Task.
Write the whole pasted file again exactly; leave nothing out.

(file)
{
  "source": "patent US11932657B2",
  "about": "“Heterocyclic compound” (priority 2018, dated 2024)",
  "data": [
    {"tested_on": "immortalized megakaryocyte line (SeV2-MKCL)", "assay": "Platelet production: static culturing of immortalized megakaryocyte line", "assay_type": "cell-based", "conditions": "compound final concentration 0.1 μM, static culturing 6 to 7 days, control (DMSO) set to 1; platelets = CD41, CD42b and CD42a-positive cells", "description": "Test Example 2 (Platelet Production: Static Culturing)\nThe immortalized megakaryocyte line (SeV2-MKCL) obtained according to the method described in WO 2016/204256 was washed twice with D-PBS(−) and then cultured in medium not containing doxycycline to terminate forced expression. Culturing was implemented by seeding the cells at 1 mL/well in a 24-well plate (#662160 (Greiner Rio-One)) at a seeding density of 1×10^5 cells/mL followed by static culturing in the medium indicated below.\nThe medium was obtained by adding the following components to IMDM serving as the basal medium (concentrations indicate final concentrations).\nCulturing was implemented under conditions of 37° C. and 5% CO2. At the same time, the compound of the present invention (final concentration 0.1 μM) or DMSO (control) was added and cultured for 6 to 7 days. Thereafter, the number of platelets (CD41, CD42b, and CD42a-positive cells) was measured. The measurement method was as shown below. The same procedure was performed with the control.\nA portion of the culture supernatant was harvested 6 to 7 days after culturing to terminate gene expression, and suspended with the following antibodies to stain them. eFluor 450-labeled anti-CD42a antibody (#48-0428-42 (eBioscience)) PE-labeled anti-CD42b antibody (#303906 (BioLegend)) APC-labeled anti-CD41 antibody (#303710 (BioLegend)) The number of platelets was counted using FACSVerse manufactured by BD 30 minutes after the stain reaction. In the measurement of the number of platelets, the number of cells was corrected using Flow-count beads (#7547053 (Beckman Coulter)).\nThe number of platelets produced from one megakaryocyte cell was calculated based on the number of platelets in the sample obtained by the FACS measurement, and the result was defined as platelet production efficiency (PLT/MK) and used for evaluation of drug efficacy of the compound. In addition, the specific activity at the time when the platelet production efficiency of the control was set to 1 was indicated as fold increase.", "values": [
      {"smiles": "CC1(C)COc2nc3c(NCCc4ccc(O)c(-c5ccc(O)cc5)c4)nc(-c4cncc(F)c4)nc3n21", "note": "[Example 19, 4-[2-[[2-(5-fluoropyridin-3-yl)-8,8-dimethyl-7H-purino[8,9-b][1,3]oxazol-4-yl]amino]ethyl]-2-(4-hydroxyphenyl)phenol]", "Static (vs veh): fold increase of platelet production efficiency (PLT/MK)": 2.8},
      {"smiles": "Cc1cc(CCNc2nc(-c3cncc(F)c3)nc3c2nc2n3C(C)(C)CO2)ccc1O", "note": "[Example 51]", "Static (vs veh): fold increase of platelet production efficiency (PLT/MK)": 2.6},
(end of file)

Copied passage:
{
  "source": "patent US11932657B2",
  "about": "“Heterocyclic compound” (priority 2018, dated 2024)",
  "data": [
    {"tested_on": "immortalized megakaryocyte line (SeV2-MKCL)", "assay": "Platelet production: static culturing of immortalized megakaryocyte line", "assay_type": "cell-based", "conditions": "compound final concentration 0.1 μM, static culturing 6 to 7 days, control (DMSO) set to 1; platelets = CD41, CD42b and CD42a-positive cells", "description": "Test Example 2 (Platelet Production: Static Culturing)\nThe immortalized megakaryocyte line (SeV2-MKCL) obtained according to the method described in WO 2016/204256 was washed twice with D-PBS(−) and then cultured in medium not containing doxycycline to terminate forced expression. Culturing was implemented by seeding the cells at 1 mL/well in a 24-well plate (#662160 (Greiner Rio-One)) at a seeding density of 1×10^5 cells/mL followed by static culturing in the medium indicated below.\nThe medium was obtained by adding the following components to IMDM serving as the basal medium (concentrations indicate final concentrations).\nCulturing was implemented under conditions of 37° C. and 5% CO2. At the same time, the compound of the present invention (final concentration 0.1 μM) or DMSO (control) was added and cultured for 6 to 7 days. Thereafter, the number of platelets (CD41, CD42b, and CD42a-positive cells) was measured. The measurement method was as shown below. The same procedure was performed with the control.\nA portion of the culture supernatant was harvested 6 to 7 days after culturing to terminate gene expression, and suspended with the following antibodies to stain them. eFluor 450-labeled anti-CD42a antibody (#48-0428-42 (eBioscience)) PE-labeled anti-CD42b antibody (#303906 (BioLegend)) APC-labeled anti-CD41 antibody (#303710 (BioLegend)) The number of platelets was counted using FACSVerse manufactured by BD 30 minutes after the stain reaction. In the measurement of the number of platelets, the number of cells was corrected using Flow-count beads (#7547053 (Beckman Coulter)).\nThe number of platelets produced from one megakaryocyte cell was calculated based on the number of platelets in the sample obtained by the FACS measurement, and the result was defined as platelet production efficiency (PLT/MK) and used for evaluation of drug efficacy of the compound. In addition, the specific activity at the time when the platelet production efficiency of the control was set to 1 was indicated as fold increase.", "values": [
      {"smiles": "CC1(C)COc2nc3c(NCCc4ccc(O)c(-c5ccc(O)cc5)c4)nc(-c4cncc(F)c4)nc3n21", "note": "[Example 19, 4-[2-[[2-(5-fluoropyridin-3-yl)-8,8-dimethyl-7H-purino[8,9-b][1,3]oxazol-4-yl]amino]ethyl]-2-(4-hydroxyphenyl)phenol]", "Static (vs veh): fold increase of platelet production efficiency (PLT/MK)": 2.8},
      {"smiles": "Cc1cc(CCNc2nc(-c3cncc(F)c3)nc3c2nc2n3C(C)(C)CO2)ccc1O", "note": "[Example 51]", "Static (vs veh): fold increase of platelet production efficiency (PLT/MK)": 2.6},